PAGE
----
In March, 1841, I was, at the request of the joint-stock banks, examined as a witness before a Select Committee of the House of Commons, "appointed to inquire into the effects produced on the circulation of the country by the various banking establishments issuing notes payable on demand." The charge advanced at the time against the issuing joint-stock banks, and generally against all banks of issue, was, that they did not make the amount of their circulation correspond with the amount of the circulation of the Bank of England. With reference to this accusation, I laid before the committee a variety of tables, designed to show the laws which regulated the circulation of the Bank of England, of the country banks, and of the Banks of Ireland and of Scotland respectively. The inference was designed to show that no correspondence could exist between the circulation of these several banks. These tables cannot be introduced here. But the following is a summary of my evidence on this subject, taken from an article on "The Laws of the Currency," which I published in the "Foreign and Colonial Review" of April, 1844 :-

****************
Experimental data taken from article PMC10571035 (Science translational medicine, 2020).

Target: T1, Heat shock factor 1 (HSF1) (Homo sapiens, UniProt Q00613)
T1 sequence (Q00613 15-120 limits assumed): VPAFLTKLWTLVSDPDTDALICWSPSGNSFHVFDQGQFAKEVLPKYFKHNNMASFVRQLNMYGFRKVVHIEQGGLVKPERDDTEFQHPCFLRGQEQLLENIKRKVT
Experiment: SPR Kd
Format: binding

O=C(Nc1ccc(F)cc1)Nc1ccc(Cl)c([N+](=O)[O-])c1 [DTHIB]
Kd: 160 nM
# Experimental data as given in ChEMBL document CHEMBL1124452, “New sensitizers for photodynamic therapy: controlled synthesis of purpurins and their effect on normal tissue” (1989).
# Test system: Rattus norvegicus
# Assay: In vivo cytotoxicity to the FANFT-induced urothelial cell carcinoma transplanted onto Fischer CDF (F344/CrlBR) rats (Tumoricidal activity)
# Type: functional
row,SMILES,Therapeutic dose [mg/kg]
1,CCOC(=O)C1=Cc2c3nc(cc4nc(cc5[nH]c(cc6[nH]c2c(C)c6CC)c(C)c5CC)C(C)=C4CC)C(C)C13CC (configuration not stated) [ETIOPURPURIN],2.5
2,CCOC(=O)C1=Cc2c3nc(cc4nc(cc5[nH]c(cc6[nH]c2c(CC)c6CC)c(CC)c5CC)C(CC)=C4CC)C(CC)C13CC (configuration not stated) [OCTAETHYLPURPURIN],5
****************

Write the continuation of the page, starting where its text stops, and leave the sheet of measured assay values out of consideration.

"We have before us two reports from the Committee on Banks of Issue, laid before the House of Commons in the years 1840 and 1841. The committee report the evidence, and abstain from giving any opinion upon the great questions involved in the inquiry. They, however, recommended the passing of the Act 4 & 5 Vict. c. 50, requiring a monthly registry of the circulation of the Bank of England, and of the other banks of issue, with the amount of bullion, to be published in the 'Royal Gazette.' It may therefore be expected that, in a course of years, a sufficient number of facts will be recorded to enable future generations to form 'well-grounded opinions' on this important subject..